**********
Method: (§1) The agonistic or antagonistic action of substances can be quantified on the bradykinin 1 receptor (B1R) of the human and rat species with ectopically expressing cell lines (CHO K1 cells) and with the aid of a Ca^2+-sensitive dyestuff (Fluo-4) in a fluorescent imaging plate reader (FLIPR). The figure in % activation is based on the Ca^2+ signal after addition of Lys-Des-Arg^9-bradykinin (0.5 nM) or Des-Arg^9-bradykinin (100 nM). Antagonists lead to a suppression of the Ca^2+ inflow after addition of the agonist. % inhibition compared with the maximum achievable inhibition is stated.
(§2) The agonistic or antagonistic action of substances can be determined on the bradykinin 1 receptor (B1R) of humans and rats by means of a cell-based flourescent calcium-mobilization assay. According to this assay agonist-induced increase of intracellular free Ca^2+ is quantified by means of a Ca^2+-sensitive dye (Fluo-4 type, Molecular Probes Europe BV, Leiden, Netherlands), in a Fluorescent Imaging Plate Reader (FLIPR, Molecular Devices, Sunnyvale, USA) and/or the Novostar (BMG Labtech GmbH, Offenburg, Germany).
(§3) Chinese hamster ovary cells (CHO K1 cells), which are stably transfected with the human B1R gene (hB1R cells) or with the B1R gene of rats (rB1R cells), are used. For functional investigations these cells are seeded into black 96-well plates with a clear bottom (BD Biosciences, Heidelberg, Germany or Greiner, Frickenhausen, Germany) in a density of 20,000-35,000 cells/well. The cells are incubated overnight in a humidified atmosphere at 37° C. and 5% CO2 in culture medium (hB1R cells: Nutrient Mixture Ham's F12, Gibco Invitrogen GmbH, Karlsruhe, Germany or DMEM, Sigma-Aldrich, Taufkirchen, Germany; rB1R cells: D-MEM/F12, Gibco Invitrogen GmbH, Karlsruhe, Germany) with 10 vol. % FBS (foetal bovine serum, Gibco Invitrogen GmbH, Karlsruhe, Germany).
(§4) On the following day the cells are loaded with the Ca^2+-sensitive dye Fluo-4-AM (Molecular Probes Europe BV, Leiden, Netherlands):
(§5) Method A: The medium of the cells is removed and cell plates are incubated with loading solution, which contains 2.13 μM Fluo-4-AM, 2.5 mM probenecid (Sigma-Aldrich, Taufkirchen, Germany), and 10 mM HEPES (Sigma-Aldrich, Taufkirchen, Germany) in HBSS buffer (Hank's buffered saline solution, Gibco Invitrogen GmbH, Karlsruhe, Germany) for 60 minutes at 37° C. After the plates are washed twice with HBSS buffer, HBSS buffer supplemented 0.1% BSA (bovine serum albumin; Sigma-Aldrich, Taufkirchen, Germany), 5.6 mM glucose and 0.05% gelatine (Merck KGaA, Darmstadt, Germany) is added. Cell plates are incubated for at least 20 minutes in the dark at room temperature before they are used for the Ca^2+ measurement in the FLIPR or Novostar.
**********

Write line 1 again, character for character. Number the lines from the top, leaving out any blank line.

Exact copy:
Method: (§1) The agonistic or antagonistic action of substances can be quantified on the bradykinin 1 receptor (B1R) of the human and rat species with ectopically expressing cell lines (CHO K1 cells) and with the aid of a Ca^2+-sensitive dyestuff (Fluo-4) in a fluorescent imaging plate reader (FLIPR). The figure in % activation is based on the Ca^2+ signal after addition of Lys-Des-Arg^9-bradykinin (0.5 nM) or Des-Arg^9-bradykinin (100 nM). Antagonists lead to a suppression of the Ca^2+ inflow after addition of the agonist. % inhibition compared with the maximum achievable inhibition is stated.